The salt industry in the Philippines, once a thriving sector in the 1990s, is now struggling to meet the demands of its population, resulting in a heavy reliance on imports from countries including Australia and China. This overreliance on imports has significantly impacted local producers, who are facing tough competition as imported salt floods the Philippine markets.

Recognizing the pressing need for intervention, the Department of Agriculture – National Fisheries Research and Development Institute (DA-NFRDI), in collaboration with the DA-Bureau of Fisheries and Aquatic Resources (BFAR), took the initiative to trailblaze the implementation of the Development of Salt Industry Project (DSIP).

In October 2022, the Fisheries Postharvest Research and Development Division (FPHRDD) of NFRDI conducted a comprehensive profiling of salt producers across the country. This component of the project aimed to gather essential baseline data, address existing information gaps, and provide policy recommendations, interventions, and strategies through Key Informant and survey interviews with stakeholders including BFAR regional and provincial offices, local government units (LGUs), and industry key players.

Furthermore, the DSIP extended assistance to selected beneficiaries by providing necessary supplies and materials needed from pre- to post-production. This included items such as solar salt production inputs, salt washer equipment, and the rehabilitation of processing facilities. By supporting cooperatives and associations, the initiative ensured their ability to sustainably grow and compete in the market.

The FPHRDD study revealed a major setback that deterred the growth of the salt industry in the Philippines: the “Act for Salt Iodization Nationwide (ASIN) Law” or the Republic Act (RA) No. 8172. The law mandates that all salt for human and animal consumption must be iodized. However, coupled with the lack of training, funds, and resources to comply with the mandatory salt iodization, small-scale producers opt to entirely halt their salt operations.

In response to these challenges, the Philippine government enacted RA No. 11985, also known as the Philippine Salt Industry Development Act, on March 11, 2024. This breakthrough legislation, signed by President Ferdinand “Bongbong” R. Marcos Jr., aims to revitalize the salt industry, stimulate local production, and create job opportunities. By consolidating Senate Bill No. 2243 and House Bill No. 8278, RA 11985 establishes a comprehensive roadmap for the industry’s development, encompassing management strategies, projects, and interventions in research and development, processing, utilization, business modernization, and commercialization.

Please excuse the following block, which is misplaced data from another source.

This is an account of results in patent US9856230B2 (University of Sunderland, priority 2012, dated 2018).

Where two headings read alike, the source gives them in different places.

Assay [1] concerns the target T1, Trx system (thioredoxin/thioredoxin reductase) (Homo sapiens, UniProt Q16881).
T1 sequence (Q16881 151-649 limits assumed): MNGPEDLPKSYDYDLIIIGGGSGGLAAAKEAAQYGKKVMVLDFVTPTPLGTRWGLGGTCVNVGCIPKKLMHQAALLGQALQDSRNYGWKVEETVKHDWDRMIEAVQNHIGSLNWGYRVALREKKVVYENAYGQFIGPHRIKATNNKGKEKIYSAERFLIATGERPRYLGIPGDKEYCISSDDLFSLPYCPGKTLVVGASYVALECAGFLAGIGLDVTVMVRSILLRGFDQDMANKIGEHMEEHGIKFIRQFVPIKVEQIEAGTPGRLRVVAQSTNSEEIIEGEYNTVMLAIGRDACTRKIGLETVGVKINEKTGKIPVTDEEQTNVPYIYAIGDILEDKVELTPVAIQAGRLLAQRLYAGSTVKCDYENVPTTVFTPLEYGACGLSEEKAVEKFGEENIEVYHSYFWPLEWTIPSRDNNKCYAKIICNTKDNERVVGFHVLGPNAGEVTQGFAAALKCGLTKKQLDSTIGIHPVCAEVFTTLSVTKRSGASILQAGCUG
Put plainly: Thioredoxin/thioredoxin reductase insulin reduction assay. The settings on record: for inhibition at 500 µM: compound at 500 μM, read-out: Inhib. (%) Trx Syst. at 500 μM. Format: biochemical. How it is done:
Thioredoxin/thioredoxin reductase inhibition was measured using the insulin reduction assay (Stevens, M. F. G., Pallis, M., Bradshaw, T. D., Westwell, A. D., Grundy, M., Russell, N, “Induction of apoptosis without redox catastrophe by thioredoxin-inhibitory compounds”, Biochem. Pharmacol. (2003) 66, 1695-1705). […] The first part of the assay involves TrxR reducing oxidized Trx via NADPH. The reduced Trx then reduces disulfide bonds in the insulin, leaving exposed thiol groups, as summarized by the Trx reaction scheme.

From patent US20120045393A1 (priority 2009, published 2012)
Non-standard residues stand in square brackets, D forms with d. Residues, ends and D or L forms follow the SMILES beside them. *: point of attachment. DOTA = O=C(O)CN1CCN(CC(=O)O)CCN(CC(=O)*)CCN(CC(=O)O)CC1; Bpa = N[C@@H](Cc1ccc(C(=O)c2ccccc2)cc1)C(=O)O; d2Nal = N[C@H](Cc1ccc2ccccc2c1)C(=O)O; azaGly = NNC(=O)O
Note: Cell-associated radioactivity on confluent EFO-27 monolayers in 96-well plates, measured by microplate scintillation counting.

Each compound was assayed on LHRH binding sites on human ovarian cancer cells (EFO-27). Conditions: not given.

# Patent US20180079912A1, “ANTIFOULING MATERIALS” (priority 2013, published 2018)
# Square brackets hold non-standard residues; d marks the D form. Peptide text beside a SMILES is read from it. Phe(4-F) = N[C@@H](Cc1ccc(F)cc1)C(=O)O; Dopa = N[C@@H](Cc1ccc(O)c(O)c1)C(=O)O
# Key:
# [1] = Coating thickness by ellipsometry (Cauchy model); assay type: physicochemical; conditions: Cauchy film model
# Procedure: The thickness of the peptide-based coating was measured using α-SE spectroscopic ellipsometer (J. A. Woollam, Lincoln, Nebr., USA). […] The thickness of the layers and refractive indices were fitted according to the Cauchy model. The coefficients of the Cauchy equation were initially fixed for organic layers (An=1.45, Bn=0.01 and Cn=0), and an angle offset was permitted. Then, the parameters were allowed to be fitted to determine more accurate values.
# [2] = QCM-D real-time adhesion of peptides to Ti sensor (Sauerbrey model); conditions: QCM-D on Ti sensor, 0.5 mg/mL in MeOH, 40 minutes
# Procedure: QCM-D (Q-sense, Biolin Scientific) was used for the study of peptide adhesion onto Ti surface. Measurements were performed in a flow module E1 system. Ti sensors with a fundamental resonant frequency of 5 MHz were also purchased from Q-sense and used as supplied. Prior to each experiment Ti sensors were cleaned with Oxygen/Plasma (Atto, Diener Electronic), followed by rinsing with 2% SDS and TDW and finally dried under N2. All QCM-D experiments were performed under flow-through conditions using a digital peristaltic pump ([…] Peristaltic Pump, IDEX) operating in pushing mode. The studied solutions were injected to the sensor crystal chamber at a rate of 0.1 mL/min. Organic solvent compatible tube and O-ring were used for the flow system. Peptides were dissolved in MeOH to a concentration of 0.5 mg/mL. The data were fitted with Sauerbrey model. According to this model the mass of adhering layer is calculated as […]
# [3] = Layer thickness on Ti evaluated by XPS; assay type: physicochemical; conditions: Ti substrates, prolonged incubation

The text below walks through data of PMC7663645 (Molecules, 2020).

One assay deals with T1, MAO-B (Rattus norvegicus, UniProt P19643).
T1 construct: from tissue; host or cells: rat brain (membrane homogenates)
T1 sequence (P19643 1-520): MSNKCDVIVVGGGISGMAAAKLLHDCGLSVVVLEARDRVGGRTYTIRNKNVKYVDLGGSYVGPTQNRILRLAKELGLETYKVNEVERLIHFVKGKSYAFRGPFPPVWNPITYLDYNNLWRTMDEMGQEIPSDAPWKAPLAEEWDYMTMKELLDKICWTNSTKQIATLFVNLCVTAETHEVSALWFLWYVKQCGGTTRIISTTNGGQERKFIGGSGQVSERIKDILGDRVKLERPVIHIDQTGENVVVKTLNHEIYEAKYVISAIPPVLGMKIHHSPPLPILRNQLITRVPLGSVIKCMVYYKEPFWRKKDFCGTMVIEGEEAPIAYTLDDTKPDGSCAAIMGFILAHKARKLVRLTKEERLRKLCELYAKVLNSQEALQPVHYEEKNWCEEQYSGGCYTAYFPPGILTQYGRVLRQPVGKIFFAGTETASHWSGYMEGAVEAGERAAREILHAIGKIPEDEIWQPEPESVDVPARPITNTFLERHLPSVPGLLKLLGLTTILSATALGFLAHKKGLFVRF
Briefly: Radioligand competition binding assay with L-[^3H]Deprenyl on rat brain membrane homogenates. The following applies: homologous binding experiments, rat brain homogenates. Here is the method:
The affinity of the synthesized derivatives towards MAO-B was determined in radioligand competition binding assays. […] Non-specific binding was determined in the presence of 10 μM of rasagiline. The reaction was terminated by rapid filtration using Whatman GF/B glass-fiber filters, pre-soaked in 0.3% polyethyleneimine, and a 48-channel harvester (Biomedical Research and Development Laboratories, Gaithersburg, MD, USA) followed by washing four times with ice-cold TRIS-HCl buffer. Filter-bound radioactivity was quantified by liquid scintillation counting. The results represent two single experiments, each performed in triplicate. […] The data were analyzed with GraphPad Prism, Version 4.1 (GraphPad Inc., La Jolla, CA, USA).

Continuing efforts of NFRDI involve mapping suitable areas in provinces specified in RA 11985, most of which are characterized by distinct dry and wet seasons. These provinces include Ilocos Sur, Ilocos Norte, Pangasinan, La Union, Zambales, Bataan, Antique, Iloilo, Quezon, Marinduque, Occidental Mindoro, Oriental Mindoro, and Misamis Oriental. Leveraging the country’s extensive 36,289 km coastline, potential areas for salt production are being identified to enhance industry output. Surveying and delineating existing and proposed production areas are crucial for validating suitability maps in these provinces.

Moreover, on-site observation and documentation of artisanal salt-making methods aim to capture traditional techniques and practices, such as leached brine boiling method in Ilocos, Asin sa Buy-o in Zambales, Asin Tibuok in Bohol, Budbud in Iloilo, and Tultul in Guimaras. This effort supports product standardization and evaluation of existing production practices.

A thorough supply and value chain analysis of salt that involves engaging with key stakeholders such as importers, traders, distributors, retailers, and consumers is also being carried out. Through interviews and surveys, critical issues in the salt value chain are identified, allowing for the development of targeted policy recommendations and strategies to foster industry growth.

Moving forward, NFRDI is closely collaborating with the DA-Philippine Center for Postharvest Development and Mechanization (DA-PHilMech) to spearhead the development of the latest technology in salt production, as mandated by Section 16 of the newly established RA 11985. This includes technology that allows uninterrupted year-round salt production, even under erratic weather patterns. Additionally, the developed technologies are required to facilitate the mechanization of the salt production process from pre- to postharvest, and promote alternative methods and cost-effective techniques for solar production.

Collaboration between various government agencies, private sector, and industry experts must be strengthened, with a focus on enhancing financial support, ancillary industries, and government services to foster a productive, sustainable, and competitive Philippine salt industry. By harnessing collective expertise and resources, the vision of a self-sufficient salt industry and a thriving agricultural sector will soon be realized.  (Geeson Nebris)